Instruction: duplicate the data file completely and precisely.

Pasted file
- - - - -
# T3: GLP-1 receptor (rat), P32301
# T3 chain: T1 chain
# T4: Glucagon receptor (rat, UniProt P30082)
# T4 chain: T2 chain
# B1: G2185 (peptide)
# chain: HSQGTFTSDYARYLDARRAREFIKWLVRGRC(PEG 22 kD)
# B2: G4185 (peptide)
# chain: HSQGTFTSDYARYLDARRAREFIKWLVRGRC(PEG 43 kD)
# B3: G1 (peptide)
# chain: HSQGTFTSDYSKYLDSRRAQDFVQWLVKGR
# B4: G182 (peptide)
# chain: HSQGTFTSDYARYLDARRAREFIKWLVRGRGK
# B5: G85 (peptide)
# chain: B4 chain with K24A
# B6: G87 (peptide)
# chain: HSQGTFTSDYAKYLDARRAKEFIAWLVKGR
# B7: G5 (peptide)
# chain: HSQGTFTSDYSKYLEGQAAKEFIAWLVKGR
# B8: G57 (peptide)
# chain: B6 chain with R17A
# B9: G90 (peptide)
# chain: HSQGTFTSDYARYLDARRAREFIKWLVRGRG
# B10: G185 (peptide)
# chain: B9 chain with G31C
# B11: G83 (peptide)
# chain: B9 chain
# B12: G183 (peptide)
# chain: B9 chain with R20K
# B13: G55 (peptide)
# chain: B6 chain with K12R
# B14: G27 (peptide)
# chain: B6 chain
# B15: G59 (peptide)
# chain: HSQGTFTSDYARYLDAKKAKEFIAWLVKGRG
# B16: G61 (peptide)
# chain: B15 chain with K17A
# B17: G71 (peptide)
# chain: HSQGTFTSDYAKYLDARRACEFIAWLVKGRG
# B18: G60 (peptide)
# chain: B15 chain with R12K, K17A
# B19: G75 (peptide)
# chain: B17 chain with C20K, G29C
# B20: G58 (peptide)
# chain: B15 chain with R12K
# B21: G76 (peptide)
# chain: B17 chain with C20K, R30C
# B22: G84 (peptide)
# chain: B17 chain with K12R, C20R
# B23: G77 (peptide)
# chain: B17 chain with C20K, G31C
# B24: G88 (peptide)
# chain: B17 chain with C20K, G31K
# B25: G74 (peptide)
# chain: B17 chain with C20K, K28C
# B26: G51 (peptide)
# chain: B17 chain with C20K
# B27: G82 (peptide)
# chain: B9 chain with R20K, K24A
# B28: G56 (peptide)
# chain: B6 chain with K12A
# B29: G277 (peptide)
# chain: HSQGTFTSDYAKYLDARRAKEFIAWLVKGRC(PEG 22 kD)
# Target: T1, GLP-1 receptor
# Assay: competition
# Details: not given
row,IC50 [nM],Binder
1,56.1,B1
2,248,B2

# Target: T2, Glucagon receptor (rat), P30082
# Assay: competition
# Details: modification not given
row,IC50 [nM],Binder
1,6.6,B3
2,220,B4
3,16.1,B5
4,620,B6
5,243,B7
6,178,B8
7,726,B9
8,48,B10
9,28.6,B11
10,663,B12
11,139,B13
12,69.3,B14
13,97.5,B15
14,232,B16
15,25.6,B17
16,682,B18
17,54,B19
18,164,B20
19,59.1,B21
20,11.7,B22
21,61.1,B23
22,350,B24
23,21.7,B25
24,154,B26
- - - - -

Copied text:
# T3: GLP-1 receptor (rat), P32301
# T3 chain: T1 chain
# T4: Glucagon receptor (rat, UniProt P30082)
# T4 chain: T2 chain
# B1: G2185 (peptide)
# chain: HSQGTFTSDYARYLDARRAREFIKWLVRGRC(PEG 22 kD)
# B2: G4185 (peptide)
# chain: HSQGTFTSDYARYLDARRAREFIKWLVRGRC(PEG 43 kD)
# B3: G1 (peptide)
# chain: HSQGTFTSDYSKYLDSRRAQDFVQWLVKGR
# B4: G182 (peptide)
# chain: HSQGTFTSDYARYLDARRAREFIKWLVRGRGK
# B5: G85 (peptide)
# chain: B4 chain with K24A
# B6: G87 (peptide)
# chain: HSQGTFTSDYAKYLDARRAKEFIAWLVKGR
# B7: G5 (peptide)
# chain: HSQGTFTSDYSKYLEGQAAKEFIAWLVKGR
# B8: G57 (peptide)
# chain: B6 chain with R17A
# B9: G90 (peptide)
# chain: HSQGTFTSDYARYLDARRAREFIKWLVRGRG
# B10: G185 (peptide)
# chain: B9 chain with G31C
# B11: G83 (peptide)
# chain: B9 chain
# B12: G183 (peptide)
# chain: B9 chain with R20K
# B13: G55 (peptide)
# chain: B6 chain with K12R
# B14: G27 (peptide)
# chain: B6 chain
# B15: G59 (peptide)
# chain: HSQGTFTSDYARYLDAKKAKEFIAWLVKGRG
# B16: G61 (peptide)
# chain: B15 chain with K17A
# B17: G71 (peptide)
# chain: HSQGTFTSDYAKYLDARRACEFIAWLVKGRG
# B18: G60 (peptide)
# chain: B15 chain with R12K, K17A
# B19: G75 (peptide)
# chain: B17 chain with C20K, G29C
# B20: G58 (peptide)
# chain: B15 chain with R12K
# B21: G76 (peptide)
# chain: B17 chain with C20K, R30C
# B22: G84 (peptide)
# chain: B17 chain with K12R, C20R
# B23: G77 (peptide)
# chain: B17 chain with C20K, G31C
# B24: G88 (peptide)
# chain: B17 chain with C20K, G31K
# B25: G74 (peptide)
# chain: B17 chain with C20K, K28C
# B26: G51 (peptide)
# chain: B17 chain with C20K
# B27: G82 (peptide)
# chain: B9 chain with R20K, K24A
# B28: G56 (peptide)
# chain: B6 chain with K12A
# B29: G277 (peptide)
# chain: HSQGTFTSDYAKYLDARRAKEFIAWLVKGRC(PEG 22 kD)
# Target: T1, GLP-1 receptor
# Assay: competition
# Details: not given
row,IC50 [nM],Binder
1,56.1,B1
2,248,B2

# Target: T2, Glucagon receptor (rat), P30082
# Assay: competition
# Details: modification not given
row,IC50 [nM],Binder
1,6.6,B3
2,220,B4
3,16.1,B5
4,620,B6
5,243,B7
6,178,B8
7,726,B9
8,48,B10
9,28.6,B11
10,663,B12
11,139,B13
12,69.3,B14
13,97.5,B15
14,232,B16
15,25.6,B17
16,682,B18
17,54,B19
18,164,B20
19,59.1,B21
20,11.7,B22
21,61.1,B23
22,350,B24
23,21.7,B25
24,154,B26